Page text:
Top 3 Strategies for Overcoming the Challenges of Ulcerative Colitis Clinical Trials

An estimated 3 million Americans were diagnosed with inflammatory bowel disease (IBD) as of 2015, with the prevalence in the United States trending upward in recent decades. IBD is a gastrointestinal (GI) disorder that presents either as ulcerative colitis (UC) or Crohn’s disease, which are primarily characterized by chronic inflammation of the large and small intestines, respectively. Of the two, UC is far more prevalent in the adult population, and common symptoms include diarrhea, abdominal pain, and bloody stools with or without mucus. Depending on the disease’s extent and severity, clinicians may consider surgical interventions like an ileostomy or various anti-inflammatory medicines, including sulfasalazine, aminosalicylates (ASA), glucocorticoids, and biologics. In this article, we’ll dive into the challenges of ulcerative colitis clinical trials and three strategies to overcome them.

Challenges of Ulcerative Clinical Trials

Although gastroenterology research into IBD has helped expand the availability of therapeutic options through numerous UC and Crohn’s disease trials, patient remission rates have remained at a modest 20-30%. Given the limitations of traditional approaches to GI trials, there is a growing need for alternative drug development strategies to overcome major challenges affecting ulcerative colitis clinical trials. Among the most prevalent include recruitment difficulties due to increased trial complexity, creating effective study designs, and developing objective but feasible endpoint measures.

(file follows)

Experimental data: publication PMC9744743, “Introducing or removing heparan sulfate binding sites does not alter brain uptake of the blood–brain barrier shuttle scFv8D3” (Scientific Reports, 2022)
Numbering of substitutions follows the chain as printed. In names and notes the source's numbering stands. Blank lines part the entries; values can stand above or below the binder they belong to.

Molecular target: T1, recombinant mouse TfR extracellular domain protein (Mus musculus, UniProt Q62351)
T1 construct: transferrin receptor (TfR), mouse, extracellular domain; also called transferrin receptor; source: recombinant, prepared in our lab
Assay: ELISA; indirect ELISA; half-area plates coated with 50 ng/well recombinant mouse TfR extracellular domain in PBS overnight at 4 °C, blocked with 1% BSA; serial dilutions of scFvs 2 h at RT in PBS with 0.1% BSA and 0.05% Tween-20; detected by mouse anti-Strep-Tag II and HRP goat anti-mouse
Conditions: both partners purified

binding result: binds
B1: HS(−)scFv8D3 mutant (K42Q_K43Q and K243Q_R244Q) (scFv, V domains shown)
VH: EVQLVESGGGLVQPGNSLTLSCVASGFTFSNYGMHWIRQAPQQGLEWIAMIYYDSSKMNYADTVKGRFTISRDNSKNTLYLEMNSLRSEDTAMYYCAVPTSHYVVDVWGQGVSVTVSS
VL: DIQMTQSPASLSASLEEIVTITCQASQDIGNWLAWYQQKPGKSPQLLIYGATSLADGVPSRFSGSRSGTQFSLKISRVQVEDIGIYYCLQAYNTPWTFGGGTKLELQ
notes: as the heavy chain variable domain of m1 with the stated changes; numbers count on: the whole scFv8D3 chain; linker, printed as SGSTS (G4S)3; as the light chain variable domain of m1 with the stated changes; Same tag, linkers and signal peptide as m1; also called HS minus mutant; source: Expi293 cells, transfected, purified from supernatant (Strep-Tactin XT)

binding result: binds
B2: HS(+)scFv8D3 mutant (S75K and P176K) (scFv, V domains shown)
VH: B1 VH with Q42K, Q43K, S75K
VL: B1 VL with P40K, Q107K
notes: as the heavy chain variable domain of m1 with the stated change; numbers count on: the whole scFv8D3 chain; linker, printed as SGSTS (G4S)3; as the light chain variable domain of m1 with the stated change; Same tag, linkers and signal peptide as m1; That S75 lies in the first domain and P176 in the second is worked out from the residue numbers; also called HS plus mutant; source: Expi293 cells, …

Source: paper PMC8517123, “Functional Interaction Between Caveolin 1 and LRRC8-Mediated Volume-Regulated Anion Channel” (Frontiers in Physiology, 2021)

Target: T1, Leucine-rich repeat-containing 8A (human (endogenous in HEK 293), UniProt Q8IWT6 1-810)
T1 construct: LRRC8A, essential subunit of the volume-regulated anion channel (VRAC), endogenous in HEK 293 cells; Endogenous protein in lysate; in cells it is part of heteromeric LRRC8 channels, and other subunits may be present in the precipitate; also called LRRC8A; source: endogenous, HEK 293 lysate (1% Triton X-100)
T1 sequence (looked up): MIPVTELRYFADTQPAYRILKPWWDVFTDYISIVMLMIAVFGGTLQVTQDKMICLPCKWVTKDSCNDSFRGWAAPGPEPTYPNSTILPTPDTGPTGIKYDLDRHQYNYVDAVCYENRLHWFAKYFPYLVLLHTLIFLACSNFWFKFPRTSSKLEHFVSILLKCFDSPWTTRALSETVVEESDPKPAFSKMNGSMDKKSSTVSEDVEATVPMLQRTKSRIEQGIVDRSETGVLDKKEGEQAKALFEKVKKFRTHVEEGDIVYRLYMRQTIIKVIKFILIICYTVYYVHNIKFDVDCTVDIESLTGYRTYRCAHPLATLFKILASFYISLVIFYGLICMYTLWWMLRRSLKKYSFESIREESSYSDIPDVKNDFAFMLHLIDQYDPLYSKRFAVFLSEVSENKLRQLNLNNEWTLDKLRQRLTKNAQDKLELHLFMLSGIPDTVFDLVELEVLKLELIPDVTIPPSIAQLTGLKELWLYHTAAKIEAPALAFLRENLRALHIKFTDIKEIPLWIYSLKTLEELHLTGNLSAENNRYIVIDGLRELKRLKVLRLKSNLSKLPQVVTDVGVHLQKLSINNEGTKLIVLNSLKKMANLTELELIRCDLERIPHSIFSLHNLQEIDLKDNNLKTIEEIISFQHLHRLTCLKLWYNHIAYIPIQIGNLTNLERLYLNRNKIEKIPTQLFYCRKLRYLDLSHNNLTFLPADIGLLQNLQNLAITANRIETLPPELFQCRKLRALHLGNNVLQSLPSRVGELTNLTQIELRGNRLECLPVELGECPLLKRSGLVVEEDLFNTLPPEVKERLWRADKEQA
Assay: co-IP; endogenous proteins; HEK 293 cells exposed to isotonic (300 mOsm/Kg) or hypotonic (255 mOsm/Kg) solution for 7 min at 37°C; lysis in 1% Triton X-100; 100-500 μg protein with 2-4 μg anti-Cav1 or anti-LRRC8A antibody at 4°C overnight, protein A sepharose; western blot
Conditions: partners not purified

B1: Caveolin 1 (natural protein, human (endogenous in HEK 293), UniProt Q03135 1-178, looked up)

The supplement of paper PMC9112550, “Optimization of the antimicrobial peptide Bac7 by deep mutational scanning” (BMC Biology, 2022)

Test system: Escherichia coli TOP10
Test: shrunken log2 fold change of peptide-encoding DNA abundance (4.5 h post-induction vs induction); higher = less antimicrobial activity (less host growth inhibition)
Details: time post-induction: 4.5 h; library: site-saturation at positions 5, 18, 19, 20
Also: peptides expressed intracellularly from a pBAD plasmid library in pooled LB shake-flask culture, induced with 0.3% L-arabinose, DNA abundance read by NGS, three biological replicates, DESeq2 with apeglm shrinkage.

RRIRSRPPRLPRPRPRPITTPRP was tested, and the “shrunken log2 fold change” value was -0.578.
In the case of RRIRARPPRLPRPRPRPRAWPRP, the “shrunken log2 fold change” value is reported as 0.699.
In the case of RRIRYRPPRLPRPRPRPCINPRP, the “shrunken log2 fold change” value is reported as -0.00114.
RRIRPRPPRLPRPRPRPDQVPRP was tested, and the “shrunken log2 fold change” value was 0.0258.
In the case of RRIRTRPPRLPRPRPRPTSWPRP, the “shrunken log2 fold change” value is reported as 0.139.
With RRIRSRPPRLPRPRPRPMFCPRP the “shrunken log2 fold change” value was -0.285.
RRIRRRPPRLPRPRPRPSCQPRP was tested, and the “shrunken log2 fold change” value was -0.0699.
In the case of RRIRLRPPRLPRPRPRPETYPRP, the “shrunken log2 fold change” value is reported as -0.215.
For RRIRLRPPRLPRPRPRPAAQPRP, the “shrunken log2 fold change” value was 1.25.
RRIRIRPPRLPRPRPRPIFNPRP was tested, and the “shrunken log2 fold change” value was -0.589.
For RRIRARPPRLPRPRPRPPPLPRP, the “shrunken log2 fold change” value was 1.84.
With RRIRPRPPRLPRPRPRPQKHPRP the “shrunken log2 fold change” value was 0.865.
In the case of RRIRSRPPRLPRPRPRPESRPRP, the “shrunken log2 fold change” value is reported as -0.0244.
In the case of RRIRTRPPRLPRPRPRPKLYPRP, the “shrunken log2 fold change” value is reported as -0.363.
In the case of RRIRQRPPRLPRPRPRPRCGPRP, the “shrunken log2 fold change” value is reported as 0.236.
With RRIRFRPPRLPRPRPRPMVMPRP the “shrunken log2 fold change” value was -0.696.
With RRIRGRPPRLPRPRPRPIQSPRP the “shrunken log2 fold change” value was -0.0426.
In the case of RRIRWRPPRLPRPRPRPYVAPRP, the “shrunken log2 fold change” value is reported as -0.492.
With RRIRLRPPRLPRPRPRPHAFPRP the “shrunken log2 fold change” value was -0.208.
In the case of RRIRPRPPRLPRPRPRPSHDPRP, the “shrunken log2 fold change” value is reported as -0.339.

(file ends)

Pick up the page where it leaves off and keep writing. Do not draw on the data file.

The good news is that sponsors and contract research organizations (CROs) can implement targeted approaches to address these inevitable obstacles early on. Read on to find out the top three strategies your clinical project team can adopt to find greater success in ulcerative colitis clinical trials.

1 | Optimizing Study Designs to Combat the Placebo Effect

Ulcerative colitis clinical trials have historically been associated with high placebo response rates, with one 2016 meta-analysis finding them to be 22-33%. The same systematic review reported greater trial duration and frequency of study visits to be associated with higher rates. Another 2023 study also implicated normal levels of C-reactive protein and albumin, as well as milder endoscopic severity. These can be valuable considerations to keep in mind when developing study designs for an optimal assessment of therapeutic efficacy. For example, sponsors can use existing research on predictors of the placebo effect in ulcerative colitis clinical trials to influence the eligibility criteria chosen to select an appropriate study population.